If you are focusing well, stars are comparatively likely not to occupy significantly more than a single pixel. But pixels are covered with a regular grid of color filters, the Bayer filter typically using an RGGB arrangement for 2×2 cell grids. A so-called demosaicing algorithm making use of redundancy/correlation of luminosity information then tries to reconstruct RGB information. But if a star lights only a single pixel, there is no redundancy/correlation to work with for estimating the color distribution.
So if you want a good estimate of colors, you'd need to defocus a bit so that stars get a chance to touch more than a single pixel. Systematically, you can do that by using diffraction, namely very small apertures. Ironically, it may also help if your sensor resolution is better than what your camera optics may be able to deliver.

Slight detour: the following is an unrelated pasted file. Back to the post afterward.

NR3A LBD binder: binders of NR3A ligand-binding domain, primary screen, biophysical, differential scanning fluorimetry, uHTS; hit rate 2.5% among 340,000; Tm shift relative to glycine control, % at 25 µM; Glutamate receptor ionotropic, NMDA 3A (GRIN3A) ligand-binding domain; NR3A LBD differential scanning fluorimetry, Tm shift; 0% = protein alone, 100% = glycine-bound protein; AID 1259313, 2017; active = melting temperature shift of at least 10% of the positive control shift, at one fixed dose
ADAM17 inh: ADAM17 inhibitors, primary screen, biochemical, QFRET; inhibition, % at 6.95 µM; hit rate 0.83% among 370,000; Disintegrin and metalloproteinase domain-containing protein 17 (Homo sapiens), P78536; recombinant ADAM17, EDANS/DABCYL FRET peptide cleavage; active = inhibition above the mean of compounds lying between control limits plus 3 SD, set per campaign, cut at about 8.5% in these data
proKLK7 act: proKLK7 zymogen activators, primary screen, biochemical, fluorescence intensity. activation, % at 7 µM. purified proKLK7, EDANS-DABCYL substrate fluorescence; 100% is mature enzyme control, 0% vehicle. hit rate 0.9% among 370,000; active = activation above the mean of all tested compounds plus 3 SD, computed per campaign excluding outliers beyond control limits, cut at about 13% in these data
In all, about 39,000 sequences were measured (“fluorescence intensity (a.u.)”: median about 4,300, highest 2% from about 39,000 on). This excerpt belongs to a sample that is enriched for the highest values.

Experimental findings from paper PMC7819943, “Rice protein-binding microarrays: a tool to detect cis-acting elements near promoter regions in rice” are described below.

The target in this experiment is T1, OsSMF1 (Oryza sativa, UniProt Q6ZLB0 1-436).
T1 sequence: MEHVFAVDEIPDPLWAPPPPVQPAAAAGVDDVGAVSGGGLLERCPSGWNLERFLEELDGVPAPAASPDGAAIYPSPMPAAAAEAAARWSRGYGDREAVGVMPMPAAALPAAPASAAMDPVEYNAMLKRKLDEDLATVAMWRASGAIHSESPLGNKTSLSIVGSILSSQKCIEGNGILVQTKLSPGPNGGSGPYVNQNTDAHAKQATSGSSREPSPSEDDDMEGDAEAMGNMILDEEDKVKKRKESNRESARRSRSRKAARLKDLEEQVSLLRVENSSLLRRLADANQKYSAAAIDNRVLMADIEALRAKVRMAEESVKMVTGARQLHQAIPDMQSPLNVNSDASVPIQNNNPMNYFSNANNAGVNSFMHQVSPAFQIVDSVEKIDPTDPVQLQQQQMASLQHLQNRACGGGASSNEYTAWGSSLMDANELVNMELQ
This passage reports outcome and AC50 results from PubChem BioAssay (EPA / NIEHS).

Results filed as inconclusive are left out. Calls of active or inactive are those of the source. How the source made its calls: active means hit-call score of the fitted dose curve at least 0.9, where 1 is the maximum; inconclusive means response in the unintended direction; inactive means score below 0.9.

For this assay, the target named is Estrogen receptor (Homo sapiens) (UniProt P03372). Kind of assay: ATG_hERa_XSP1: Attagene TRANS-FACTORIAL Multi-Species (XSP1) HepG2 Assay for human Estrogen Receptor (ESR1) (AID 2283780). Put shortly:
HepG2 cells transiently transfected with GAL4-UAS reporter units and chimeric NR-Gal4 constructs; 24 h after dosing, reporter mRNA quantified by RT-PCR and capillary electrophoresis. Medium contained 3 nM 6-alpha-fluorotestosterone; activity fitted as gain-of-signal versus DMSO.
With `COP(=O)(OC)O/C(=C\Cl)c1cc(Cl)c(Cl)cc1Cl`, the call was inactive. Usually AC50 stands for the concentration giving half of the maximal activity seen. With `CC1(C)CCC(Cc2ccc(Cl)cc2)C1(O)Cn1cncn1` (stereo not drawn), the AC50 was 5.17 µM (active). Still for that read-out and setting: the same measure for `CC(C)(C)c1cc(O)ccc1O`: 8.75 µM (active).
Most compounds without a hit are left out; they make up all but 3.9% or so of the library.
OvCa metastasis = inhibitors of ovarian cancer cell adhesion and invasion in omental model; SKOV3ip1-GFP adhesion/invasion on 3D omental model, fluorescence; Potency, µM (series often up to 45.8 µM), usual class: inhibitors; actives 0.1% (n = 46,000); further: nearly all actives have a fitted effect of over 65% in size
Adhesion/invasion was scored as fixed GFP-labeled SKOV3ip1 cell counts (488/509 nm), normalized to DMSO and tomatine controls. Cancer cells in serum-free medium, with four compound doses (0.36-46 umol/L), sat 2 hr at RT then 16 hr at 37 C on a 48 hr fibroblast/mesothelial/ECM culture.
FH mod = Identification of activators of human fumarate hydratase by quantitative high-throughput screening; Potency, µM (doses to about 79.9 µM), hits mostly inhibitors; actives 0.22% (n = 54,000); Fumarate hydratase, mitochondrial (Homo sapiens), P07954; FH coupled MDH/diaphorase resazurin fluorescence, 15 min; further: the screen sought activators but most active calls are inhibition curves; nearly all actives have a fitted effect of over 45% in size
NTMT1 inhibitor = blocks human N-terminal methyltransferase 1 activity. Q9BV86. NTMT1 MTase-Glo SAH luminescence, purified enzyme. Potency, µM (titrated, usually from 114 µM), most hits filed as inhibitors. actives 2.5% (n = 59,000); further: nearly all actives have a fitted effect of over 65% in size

You may also try recording raw images and then playing with various demosaicing algorithms: some may work better with the inherently problematic situation (possibly by leaning to a stronger default behavior of preferring to guess "white" in the absence of better information).
One thing also worth noting is that color filters have wide selectivity, and demosaicing algorithms tend to assume correlations between colors due to the image elements mostly being reflective and sharing a common illuminant. That assumption does not work on a star picture because every star has its own independent color spectrum. So this can be a reason that more complex demosaicing algorithms usually considered to be superior can actually work worse in this situation, making differences to the exact alignment to the pixel grid produce worse color variation than a different algorithm would.